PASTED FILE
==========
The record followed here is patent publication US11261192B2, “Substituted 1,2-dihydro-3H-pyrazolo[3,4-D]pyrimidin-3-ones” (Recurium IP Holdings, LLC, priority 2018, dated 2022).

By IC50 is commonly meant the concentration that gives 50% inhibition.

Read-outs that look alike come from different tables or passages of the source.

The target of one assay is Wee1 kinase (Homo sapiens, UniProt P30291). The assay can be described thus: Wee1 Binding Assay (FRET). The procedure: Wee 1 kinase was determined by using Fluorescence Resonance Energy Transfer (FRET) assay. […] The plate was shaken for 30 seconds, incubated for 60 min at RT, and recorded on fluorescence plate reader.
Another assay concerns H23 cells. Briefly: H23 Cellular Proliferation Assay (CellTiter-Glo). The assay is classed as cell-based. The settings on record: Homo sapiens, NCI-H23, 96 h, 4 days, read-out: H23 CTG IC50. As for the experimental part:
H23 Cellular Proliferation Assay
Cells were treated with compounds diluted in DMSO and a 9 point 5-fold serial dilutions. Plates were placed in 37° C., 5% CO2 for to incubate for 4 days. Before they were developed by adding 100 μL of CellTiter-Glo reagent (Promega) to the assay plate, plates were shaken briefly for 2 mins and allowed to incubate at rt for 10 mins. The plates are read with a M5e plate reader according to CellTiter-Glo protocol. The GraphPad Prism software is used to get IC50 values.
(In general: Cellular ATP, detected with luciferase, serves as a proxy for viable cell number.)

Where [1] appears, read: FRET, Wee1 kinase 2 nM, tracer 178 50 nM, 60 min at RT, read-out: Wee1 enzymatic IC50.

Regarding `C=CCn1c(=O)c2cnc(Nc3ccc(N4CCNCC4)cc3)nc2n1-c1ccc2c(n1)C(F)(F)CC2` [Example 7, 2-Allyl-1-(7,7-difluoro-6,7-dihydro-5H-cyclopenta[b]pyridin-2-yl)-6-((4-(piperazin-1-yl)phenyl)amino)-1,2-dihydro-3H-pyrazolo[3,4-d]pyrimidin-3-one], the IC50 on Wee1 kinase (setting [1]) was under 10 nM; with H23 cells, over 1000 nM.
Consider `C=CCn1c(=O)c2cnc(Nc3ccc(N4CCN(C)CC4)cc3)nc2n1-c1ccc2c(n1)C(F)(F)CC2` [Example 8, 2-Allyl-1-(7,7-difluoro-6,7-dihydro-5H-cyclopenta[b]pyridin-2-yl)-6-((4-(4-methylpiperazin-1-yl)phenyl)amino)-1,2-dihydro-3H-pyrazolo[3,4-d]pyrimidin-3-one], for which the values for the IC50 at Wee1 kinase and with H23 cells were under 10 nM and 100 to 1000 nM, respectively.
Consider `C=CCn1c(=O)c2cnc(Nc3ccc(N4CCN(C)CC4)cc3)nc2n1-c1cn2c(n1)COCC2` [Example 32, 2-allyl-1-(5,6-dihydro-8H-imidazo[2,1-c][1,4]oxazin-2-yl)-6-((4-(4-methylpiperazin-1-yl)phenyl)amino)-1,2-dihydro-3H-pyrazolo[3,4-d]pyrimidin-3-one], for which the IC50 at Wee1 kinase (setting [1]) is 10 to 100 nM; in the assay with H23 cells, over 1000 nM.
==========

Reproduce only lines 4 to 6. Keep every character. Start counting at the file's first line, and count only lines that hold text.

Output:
The target of one assay is Wee1 kinase (Homo sapiens, UniProt P30291). The assay can be described thus: Wee1 Binding Assay (FRET). The procedure: Wee 1 kinase was determined by using Fluorescence Resonance Energy Transfer (FRET) assay. […] The plate was shaken for 30 seconds, incubated for 60 min at RT, and recorded on fluorescence plate reader.
Another assay concerns H23 cells. Briefly: H23 Cellular Proliferation Assay (CellTiter-Glo). The assay is classed as cell-based. The settings on record: Homo sapiens, NCI-H23, 96 h, 4 days, read-out: H23 CTG IC50. As for the experimental part:
H23 Cellular Proliferation Assay